Ask Tangential (But Relevant) Questions
This might sound like an oxymoron, but there are ways to ask questions that are both relevant to the open position that don’t directly involve the job’s responsibilities. The more you learn about your candidates, the better you can assess their fit when it comes to both skills and culture. For example, Lindsay Kolowich (@lkolo25), lead writer for Hubspot’s marketing blog, encourages employers to ask about candidate’s relationship with their previous employer.
Make sure every question you ask has a point, but don’t make them all boring.
Set Proper Expectations
Everything, including job interviews, tend to go better when everyone knows what to expect. When you and your candidates know what will happen in the interview, they’ll be much more aware of what to emphasize and how to address their work experience. Even giving candidates an estimated timeframe can help engage your candidates during the interview. This may sound simple enough, but 58% of companies don’t communicate how long their application or interview process will take, which can make it difficult for candidates to prepare.
Use the Wow Factor
Don’t judge a book by its cover. While this is true during interviews, video interviews require a bit more attention to appearance because of the technology. For example, 23% of companies recommend candidates wear a blue suit, making it the most recommended color for job interviews. With video interviewing, this emphasis on appearance extends to the quality of the video itself. Like all appearance-based tips, it might seem a bit frivolous to worry about wardrobe specifics, but when it comes to video quality, it matters. The better your video looks, the easier it will be for candidates to embrace the currency of your innovative employer brand.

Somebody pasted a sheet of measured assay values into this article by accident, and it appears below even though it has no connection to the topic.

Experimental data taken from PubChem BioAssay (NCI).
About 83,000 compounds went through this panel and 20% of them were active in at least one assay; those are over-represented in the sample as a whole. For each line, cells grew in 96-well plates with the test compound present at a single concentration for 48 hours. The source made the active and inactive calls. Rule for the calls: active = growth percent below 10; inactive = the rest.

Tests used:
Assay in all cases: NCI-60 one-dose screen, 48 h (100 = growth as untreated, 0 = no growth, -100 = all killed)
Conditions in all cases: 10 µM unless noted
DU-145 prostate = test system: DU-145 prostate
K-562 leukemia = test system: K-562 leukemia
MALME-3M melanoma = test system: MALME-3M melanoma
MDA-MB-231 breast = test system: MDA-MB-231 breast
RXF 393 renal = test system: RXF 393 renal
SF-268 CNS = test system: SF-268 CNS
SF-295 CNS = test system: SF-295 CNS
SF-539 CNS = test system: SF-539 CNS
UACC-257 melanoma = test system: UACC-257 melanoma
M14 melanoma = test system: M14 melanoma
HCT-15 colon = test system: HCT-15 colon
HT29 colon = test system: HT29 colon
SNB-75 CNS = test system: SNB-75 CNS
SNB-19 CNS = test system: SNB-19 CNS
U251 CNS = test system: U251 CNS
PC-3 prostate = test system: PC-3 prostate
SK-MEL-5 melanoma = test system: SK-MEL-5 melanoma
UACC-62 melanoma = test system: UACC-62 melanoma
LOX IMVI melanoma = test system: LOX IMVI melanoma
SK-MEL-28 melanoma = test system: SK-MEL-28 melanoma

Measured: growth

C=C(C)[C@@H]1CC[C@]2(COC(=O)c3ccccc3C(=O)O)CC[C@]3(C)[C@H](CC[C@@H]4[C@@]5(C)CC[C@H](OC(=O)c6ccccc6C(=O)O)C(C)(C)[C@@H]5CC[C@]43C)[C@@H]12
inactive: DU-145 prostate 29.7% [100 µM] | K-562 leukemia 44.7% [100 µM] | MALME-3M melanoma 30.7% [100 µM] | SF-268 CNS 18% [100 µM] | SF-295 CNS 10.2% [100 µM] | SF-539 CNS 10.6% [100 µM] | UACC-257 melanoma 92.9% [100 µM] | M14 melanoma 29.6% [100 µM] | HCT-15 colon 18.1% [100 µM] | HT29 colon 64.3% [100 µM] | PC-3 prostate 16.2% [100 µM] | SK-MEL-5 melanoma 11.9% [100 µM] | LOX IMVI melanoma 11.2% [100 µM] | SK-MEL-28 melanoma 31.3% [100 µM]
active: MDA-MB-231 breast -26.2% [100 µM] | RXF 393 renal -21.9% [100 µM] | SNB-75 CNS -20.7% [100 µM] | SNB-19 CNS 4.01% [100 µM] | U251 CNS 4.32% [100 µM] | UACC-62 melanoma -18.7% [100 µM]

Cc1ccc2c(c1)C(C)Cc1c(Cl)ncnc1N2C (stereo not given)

Make it a Conversation
Interviews aren’t single-sided question-and-answer scenarios. They should be engaging conversations in which you and the candidate talk about their experience and how it will fit into the open position. In any great conversation about your job process, you should answer as many questions as you ask. Don’t shy away from sharing information about company culture or the role with the candidates as they talk about their work history and office experiences. You can use a great question to lead the conversation during the interview, but ultimately it’ll be about listening and reacting to your candidate.
Switch it Up
Although video interviewing allows you to be in a different place from your candidate, you can do more than have a virtual one-on-one conversation. Using the power of video interviewing, remote workers can participate and in-house employees can interact with them as well. This allows you to incorporate the experience of a potential coworker with more specific expertise when necessary without an awkward transition period, and keeps candidates engaged.
When you think about it, video interviews aren’t so different than face-to-face conversations. That’s what makes them so useful when you’re assessing candidates who can’t travel to the office. Have a conversation with candidates by asking fun, yet relevant questions, or even bring in the expertise of a coworker in the same department to engage candidates during the interview.
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